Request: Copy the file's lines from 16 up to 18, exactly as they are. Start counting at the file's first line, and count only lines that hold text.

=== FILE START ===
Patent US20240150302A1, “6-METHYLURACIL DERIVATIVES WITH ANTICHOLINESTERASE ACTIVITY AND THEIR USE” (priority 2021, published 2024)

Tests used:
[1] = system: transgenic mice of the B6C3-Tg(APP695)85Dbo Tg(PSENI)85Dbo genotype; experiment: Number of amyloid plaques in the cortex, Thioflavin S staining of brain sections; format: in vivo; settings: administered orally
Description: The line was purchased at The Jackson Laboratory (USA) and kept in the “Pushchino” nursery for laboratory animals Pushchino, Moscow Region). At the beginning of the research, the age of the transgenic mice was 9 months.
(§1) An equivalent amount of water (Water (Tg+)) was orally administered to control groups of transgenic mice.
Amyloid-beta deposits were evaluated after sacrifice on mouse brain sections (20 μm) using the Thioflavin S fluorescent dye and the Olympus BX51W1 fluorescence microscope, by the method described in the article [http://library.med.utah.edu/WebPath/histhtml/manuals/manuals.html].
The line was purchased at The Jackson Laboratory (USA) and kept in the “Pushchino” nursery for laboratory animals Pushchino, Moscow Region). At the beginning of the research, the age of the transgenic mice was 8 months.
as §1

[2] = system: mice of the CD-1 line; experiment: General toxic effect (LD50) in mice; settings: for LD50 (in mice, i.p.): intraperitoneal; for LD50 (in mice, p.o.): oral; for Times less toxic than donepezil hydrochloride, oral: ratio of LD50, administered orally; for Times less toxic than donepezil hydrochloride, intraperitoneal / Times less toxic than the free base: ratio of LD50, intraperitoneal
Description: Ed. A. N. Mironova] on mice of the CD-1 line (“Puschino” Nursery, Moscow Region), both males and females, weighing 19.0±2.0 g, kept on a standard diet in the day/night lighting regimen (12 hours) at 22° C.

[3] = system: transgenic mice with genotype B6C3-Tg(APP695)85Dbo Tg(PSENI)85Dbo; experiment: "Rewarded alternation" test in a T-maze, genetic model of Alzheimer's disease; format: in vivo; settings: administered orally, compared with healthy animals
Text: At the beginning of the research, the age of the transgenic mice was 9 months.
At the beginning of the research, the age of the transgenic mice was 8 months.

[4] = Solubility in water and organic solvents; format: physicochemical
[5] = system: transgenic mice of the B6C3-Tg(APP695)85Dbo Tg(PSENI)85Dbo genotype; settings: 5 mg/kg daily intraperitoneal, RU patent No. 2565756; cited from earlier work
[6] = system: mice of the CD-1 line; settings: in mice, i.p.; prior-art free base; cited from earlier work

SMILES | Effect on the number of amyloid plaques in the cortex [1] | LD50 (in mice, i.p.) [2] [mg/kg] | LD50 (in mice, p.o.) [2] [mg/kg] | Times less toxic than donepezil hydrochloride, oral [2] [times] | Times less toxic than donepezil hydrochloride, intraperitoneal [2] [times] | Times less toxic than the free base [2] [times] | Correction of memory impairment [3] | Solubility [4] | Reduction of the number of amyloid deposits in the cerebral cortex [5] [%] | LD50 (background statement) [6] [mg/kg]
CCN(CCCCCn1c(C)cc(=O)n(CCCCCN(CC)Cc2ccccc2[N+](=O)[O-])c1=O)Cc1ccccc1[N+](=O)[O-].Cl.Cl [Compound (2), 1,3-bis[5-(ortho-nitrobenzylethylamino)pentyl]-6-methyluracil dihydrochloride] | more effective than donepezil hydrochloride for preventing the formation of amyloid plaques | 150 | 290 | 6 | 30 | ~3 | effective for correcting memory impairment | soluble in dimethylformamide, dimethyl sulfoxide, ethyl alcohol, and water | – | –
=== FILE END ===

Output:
[6] = system: mice of the CD-1 line; settings: in mice, i.p.; prior-art free base; cited from earlier work

SMILES | Effect on the number of amyloid plaques in the cortex [1] | LD50 (in mice, i.p.) [2] [mg/kg] | LD50 (in mice, p.o.) [2] [mg/kg] | Times less toxic than donepezil hydrochloride, oral [2] [times] | Times less toxic than donepezil hydrochloride, intraperitoneal [2] [times] | Times less toxic than the free base [2] [times] | Correction of memory impairment [3] | Solubility [4] | Reduction of the number of amyloid deposits in the cerebral cortex [5] [%] | LD50 (background statement) [6] [mg/kg]
CCN(CCCCCn1c(C)cc(=O)n(CCCCCN(CC)Cc2ccccc2[N+](=O)[O-])c1=O)Cc1ccccc1[N+](=O)[O-].Cl.Cl [Compound (2), 1,3-bis[5-(ortho-nitrobenzylethylamino)pentyl]-6-methyluracil dihydrochloride] | more effective than donepezil hydrochloride for preventing the formation of amyloid plaques | 150 | 290 | 6 | 30 | ~3 | effective for correcting memory impairment | soluble in dimethylformamide, dimethyl sulfoxide, ethyl alcohol, and water | – | –